Great. You're here. Presumably, you're interested in how my diced potatoes sauteed with persillade turned out.
"What's persillade?" you ask, just as my mother did last night when I told her what I was making.
"Oh, that's just a fancy way of saying garlic and parsley," I told her.
"Listen to you!" Avo exclaimed, grabbing the phone from me.
"Can you believe your daughter? Suddenly, she's using terms like 'persillade!' I bet you never thought this day would come, right?"
"Tell her she's got to start thinking about preparing a meal for me and Bernie when we're in town in a couple of weeks," said my mom.
"Can't we just go out to dinner?" I asked.
"No way! You're the one who is showing off with your persillade..." Avo said.
Speaking of persillade, here is how you make it:
Combine two finely minced garlic cloves (I like to use even more) with chopped parsley. Congratulations! You've made yourself some persillade.
This recipe (which I got from my crash course in cooking at Peter Kump, now the Institute for Culinary Education) is deceptively easy. Don't be fooled.
Diced potatoes sauteed with persillade
6 cups (3 pounds) all purpose potatoes
2 garlic cloves, finely minced
1/4 cup minced parsley
3 tablespoons canola oil
3 tablespoons unsalted butter
Salt and freshly ground black pepper
1. Fill a large saucepan with cold water. Trim the potatoes into rectangular blocks. Cut each into 1/4-inch slices. Stack 2 or more slices together and cut into 1/4-inch strips. Cut these into 1/4 inch dice and place in the saucepan until ready to cook (it will feel like forever!)
2. Bring the water to a rolling boil (which will also seem to take forever). Remove from heat immediately and drain the potatoes. Do not rinse. Allow the potatoes to air dry (which will take forever).
3. Prepare the persillade by the above method.
4. If the potatoes aren't thoroughly dry, blot them with paper towels (as Avo says "the more you dry, the less you fry").
5. In a skillet large enough to hold the potatoes in a single layer, heat the oil over medium heat. Add the potatoes, making certain not to crowd the pan, and saute, tossing occasionally, until the potatoes brown lightly, 6 to 8 minutes (a likely story! more like a half an hour!).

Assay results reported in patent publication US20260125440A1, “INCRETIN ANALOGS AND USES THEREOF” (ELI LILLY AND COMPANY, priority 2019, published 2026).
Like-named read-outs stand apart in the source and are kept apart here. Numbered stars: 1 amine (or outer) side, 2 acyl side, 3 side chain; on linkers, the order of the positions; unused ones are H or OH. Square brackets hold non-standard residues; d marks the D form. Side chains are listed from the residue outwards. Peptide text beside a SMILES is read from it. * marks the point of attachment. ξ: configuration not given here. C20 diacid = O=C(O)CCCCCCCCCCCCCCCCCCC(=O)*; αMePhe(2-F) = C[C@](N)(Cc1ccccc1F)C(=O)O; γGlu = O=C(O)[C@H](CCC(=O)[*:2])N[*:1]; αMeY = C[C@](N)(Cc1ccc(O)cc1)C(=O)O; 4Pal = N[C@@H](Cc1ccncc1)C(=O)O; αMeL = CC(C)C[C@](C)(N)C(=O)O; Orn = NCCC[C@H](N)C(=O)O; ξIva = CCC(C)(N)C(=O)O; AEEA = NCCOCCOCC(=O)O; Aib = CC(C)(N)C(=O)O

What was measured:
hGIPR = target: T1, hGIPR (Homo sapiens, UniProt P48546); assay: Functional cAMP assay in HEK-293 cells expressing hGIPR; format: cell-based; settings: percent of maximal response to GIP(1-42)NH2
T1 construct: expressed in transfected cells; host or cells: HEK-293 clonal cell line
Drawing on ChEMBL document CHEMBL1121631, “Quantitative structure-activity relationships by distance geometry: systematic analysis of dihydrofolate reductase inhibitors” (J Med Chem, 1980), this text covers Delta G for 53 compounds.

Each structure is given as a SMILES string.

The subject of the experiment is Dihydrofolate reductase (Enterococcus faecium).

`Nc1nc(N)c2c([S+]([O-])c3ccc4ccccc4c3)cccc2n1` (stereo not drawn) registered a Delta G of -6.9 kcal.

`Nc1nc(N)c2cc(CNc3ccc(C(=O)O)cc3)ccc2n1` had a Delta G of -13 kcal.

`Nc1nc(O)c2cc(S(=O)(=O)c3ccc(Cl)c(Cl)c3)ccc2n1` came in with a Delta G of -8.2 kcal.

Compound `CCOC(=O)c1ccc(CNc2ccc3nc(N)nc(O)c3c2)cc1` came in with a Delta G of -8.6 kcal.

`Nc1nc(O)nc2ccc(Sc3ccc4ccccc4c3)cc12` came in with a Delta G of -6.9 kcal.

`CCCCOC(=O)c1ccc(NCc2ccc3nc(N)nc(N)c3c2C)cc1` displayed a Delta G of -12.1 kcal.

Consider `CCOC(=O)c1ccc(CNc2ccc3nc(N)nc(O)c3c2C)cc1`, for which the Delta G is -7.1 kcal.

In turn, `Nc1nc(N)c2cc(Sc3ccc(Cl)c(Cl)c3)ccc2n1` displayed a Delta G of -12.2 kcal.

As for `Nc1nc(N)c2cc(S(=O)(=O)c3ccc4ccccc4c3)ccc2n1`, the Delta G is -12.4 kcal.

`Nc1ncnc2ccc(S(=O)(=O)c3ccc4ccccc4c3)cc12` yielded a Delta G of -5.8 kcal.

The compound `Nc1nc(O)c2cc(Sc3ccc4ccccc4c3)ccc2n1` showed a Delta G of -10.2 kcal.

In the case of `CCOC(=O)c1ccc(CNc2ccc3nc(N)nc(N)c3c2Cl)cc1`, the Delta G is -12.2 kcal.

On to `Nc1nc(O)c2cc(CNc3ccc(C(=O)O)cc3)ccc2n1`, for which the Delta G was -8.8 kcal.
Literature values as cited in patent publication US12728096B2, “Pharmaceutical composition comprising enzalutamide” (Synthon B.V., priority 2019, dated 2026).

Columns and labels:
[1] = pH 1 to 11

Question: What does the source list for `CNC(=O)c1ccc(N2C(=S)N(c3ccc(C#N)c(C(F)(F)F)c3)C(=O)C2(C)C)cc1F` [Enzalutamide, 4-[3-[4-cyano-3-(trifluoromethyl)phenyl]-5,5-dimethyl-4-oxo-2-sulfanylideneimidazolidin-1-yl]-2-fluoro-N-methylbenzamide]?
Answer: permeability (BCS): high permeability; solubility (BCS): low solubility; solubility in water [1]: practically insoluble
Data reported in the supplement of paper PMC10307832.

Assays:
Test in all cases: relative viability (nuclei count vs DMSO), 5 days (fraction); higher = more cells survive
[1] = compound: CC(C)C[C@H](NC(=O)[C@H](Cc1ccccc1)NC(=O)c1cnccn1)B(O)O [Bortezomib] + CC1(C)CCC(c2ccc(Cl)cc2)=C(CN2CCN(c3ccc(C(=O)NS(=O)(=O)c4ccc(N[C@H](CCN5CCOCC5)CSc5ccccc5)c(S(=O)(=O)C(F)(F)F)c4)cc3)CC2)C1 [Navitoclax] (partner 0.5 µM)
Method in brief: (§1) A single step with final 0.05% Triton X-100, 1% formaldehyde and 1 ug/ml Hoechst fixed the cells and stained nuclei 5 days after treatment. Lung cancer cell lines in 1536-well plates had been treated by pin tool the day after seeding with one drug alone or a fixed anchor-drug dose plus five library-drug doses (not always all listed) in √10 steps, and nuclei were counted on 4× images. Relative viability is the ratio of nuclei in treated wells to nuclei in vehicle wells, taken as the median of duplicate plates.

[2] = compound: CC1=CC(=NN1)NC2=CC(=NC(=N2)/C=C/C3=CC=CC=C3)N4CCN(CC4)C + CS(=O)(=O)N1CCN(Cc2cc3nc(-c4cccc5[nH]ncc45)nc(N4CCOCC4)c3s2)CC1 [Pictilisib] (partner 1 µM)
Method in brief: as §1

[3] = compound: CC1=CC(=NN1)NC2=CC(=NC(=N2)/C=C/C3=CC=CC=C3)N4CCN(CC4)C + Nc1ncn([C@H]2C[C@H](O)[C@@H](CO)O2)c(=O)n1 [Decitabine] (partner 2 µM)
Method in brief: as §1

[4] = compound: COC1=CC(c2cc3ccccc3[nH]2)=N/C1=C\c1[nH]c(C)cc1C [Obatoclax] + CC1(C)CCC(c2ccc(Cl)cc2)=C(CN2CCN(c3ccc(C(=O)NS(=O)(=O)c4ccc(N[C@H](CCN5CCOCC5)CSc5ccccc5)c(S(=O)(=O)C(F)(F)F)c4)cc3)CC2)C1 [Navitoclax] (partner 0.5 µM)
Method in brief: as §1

6. Pour off excess oil. Add the butter and continue sauteeing to brown and crisp the potatoes completely, about 5 minutes.
7. Just before serving, toss the potatoes with the persillade and saute to reheat, about 1 minute. Season with salt and pepper and serve immediately.
I got antsy standing in front of the stove moving the potatoes around the pan and asked Avo to "potato sit" while I ran to the corner store for a beer and chocolate run (beer for him; chocolate for me).
I followed all of the directions, but this recipe took me a couple of hours to cook (no kidding). By the time I finished, I had pretty much lost my appetite (after standing over a hot stove!)
Two hours to make and about two minutes to eat.
Avo made this dish before and it was delicious, but my version tasted like glorified home fries.
My big mistake, I think, was not fully drying the potatoes so they never really became crispy. Also, as Avo pointed out, I should have used a slotted spatula rather than a plastic spoon (so that I wouldn't mush the potatoes and create lots of fried bits in the pan). More garlic and parsley would have helped too.
Apparently, Avo also used curly rather than flat leafed parsley. To be honest, I didn't know there was more than one type of parsley.
After we're finished eating, I look down at my shirt -- it's splattered with grease. (NOTE: That is not me in the photo).
"Guess I should have worn my apron," I tell Avo.
"Oh well. There's always next time."